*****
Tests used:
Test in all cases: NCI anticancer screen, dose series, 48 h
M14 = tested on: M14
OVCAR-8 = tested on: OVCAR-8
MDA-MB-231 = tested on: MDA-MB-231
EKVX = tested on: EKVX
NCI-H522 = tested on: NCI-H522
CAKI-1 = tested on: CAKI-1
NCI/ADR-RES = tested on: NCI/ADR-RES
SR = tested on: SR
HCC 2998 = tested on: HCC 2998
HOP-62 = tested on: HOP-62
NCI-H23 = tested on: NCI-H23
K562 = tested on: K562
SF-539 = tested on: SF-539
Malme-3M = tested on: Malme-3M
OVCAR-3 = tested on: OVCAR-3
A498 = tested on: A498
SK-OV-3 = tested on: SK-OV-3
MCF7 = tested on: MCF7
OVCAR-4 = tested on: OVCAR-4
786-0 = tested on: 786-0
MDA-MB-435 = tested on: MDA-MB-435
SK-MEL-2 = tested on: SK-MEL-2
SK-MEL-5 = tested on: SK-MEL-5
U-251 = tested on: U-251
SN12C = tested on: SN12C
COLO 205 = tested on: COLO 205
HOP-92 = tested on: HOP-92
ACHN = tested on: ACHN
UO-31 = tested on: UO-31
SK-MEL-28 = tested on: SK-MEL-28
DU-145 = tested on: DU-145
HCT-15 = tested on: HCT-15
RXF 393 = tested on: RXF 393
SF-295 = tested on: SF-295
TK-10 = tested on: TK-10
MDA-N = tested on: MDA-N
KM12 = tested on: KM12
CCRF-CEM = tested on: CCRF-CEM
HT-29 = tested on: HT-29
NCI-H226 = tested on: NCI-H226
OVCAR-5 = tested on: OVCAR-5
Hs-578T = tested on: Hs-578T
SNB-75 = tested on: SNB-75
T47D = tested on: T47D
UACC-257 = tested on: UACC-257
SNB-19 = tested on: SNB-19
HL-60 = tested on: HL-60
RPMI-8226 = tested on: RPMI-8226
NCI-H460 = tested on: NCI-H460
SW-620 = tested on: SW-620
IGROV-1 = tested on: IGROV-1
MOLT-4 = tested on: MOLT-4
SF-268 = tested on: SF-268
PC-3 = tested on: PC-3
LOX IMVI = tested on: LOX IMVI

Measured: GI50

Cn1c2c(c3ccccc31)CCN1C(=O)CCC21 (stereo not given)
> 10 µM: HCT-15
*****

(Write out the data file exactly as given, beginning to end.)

Tests used:
Test in all cases: NCI anticancer screen, dose series, 48 h
M14 = tested on: M14
OVCAR-8 = tested on: OVCAR-8
MDA-MB-231 = tested on: MDA-MB-231
EKVX = tested on: EKVX
NCI-H522 = tested on: NCI-H522
CAKI-1 = tested on: CAKI-1
NCI/ADR-RES = tested on: NCI/ADR-RES
SR = tested on: SR
HCC 2998 = tested on: HCC 2998
HOP-62 = tested on: HOP-62
NCI-H23 = tested on: NCI-H23
K562 = tested on: K562
SF-539 = tested on: SF-539
Malme-3M = tested on: Malme-3M
OVCAR-3 = tested on: OVCAR-3
A498 = tested on: A498
SK-OV-3 = tested on: SK-OV-3
MCF7 = tested on: MCF7
OVCAR-4 = tested on: OVCAR-4
786-0 = tested on: 786-0
MDA-MB-435 = tested on: MDA-MB-435
SK-MEL-2 = tested on: SK-MEL-2
SK-MEL-5 = tested on: SK-MEL-5
U-251 = tested on: U-251
SN12C = tested on: SN12C
COLO 205 = tested on: COLO 205
HOP-92 = tested on: HOP-92
ACHN = tested on: ACHN
UO-31 = tested on: UO-31
SK-MEL-28 = tested on: SK-MEL-28
DU-145 = tested on: DU-145
HCT-15 = tested on: HCT-15
RXF 393 = tested on: RXF 393
SF-295 = tested on: SF-295
TK-10 = tested on: TK-10
MDA-N = tested on: MDA-N
KM12 = tested on: KM12
CCRF-CEM = tested on: CCRF-CEM
HT-29 = tested on: HT-29
NCI-H226 = tested on: NCI-H226
OVCAR-5 = tested on: OVCAR-5
Hs-578T = tested on: Hs-578T
SNB-75 = tested on: SNB-75
T47D = tested on: T47D
UACC-257 = tested on: UACC-257
SNB-19 = tested on: SNB-19
HL-60 = tested on: HL-60
RPMI-8226 = tested on: RPMI-8226
NCI-H460 = tested on: NCI-H460
SW-620 = tested on: SW-620
IGROV-1 = tested on: IGROV-1
MOLT-4 = tested on: MOLT-4
SF-268 = tested on: SF-268
PC-3 = tested on: PC-3
LOX IMVI = tested on: LOX IMVI

Measured: GI50

Cn1c2c(c3ccccc31)CCN1C(=O)CCC21 (stereo not given)
> 10 µM: HCT-15